Fay Young

curiosity about the ways of the world

Category: The City Talks (page 1 of 3)

What’s happening around Edinburgh?

Creative cities: built on can-do culture

All’s fair in love, war and creative city competition. Well, yes, maybe but losing a heartfelt City of Culture bid can hurt as Creative Dundee’s Gillian Easson freely admits. Continue reading

What on Earthy is this?

Just for the record, I objected to ugly plans for a new development at Canonmills on the banks of Edinburgh’s Water of Leith. Midnight was the deadline but my email to the Planning Committee prompted an auto response…the planning department officer was now away for two weeks. So I posted it on the City Council Planning Portal and got a response telling me my ‘truncated comment’ had been lodged.  Online objecting is not quite as easy as it seems, but still worth doing.  Why do I care?  It goes back a long way. Continue reading

Is Edinburgh finding its feet at last?

The news went more or less unnoticed last November.  I heard it with some surprise but it sounded thoroughly good news to me. Edinburgh was preparing for a bold step towards becoming a modern city centre, a European city with a little more room for people and a little less room for cars. Since the Living Streets conference did not attract mainstream media attention, Lesley Hinds’ announcement to a crowded room did not make it into the press. Given The Herald’s gloomy interpretation of a bright idea, it’s probably just as well. Continue reading

Poetry, politics and pedestrians

I’m walking home along Rose Street when writing on the wall catches my eye. Ron Butlin’s Recipe for Whisky. Perhaps not many people know it but this is the poem that launched Edinburgh’s Poetry Garden in St Andrew Square a full five years ago. It seems significant as I’ve just been to the Living Streets conference (Walking and the Urban Environment) which produced a few poetic surprises of its own. Continue reading

The human city

People Make Glasgow.  The new slogan was revealed after a marketing research campaign that trawled the wisdom of the crowd. Across the city and round the world, Glasgow City Marketing Bureau sought themes and words that summed up  the city. Continue reading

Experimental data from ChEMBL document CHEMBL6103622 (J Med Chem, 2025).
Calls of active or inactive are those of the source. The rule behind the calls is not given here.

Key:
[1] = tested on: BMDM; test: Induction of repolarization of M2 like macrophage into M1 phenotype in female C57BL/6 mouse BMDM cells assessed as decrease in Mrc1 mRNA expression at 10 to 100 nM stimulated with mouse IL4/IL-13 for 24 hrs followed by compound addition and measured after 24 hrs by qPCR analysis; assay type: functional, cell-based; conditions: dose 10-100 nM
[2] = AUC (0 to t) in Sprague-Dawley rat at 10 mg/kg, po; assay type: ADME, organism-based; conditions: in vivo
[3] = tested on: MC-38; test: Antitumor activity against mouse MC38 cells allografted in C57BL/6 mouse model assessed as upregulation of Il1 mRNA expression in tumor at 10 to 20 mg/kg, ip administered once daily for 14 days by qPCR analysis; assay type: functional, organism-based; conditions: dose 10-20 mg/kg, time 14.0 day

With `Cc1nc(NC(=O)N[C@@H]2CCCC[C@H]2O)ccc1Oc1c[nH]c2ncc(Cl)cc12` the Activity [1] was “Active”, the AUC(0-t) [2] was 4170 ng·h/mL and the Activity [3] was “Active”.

Give us statues we can look in the eye

I might have known better. Getting into the taxi in Queen Street Station one rainy day I couldn’t help commenting on George Square. Looking a little tidier today, I say, but what’s happening to the statues?

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It’s not Tesco

My curiosity was raised by three words scratched on the empty shop window. “It’s not Tesco,” was a nicely enigmatic teaser which turns out to be true. The food store about to open in Canonmills is a very different kind of business.

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Wanted: a covered market for Edinburgh

Imagine this. A warm October evening in the covered market: on the ground floor stalls packed with gleaming fruit and veg, upstairs friends gather to chat, drink and eat. We wander round, selecting small dishes to taste, secure our stools by the bar and dream about what might have been in Edinburgh’s Assembly Rooms.

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The future is in our pockets

The philosopher’s toe: pictures by Andrea McCarthy

Looking back it was a prophetic moment though I did not know it at the time. Almost 14 years ago I covered a Scottish Enterprise conference on the future of Scotland. US futurist Joe Coates, grey and spindly as a heron, stalked the stage and talked about the potential of mobile technology using language most of us hardly understood. What future tourists would want, he said, was a digital companion they could carry in their pockets providing all the information they needed to know about any given place. Continue reading

Clear the clutter on Leith Walk

Ray Perman’s recent commentary on Leith Walk prompted Ross Armstrong to put down some thoughts about how to improve Edinburgh’s most interesting boulevard (but first he measured it on Google maps).

The amazing potential of Leith Walk strikes me every time I walk down it. It’s a great big boulevard that feels like it’s going to waste. Perhaps because the potential is so obvious to all, it’s always been assumed it will fulfill it eventually on it’s own. Continue reading

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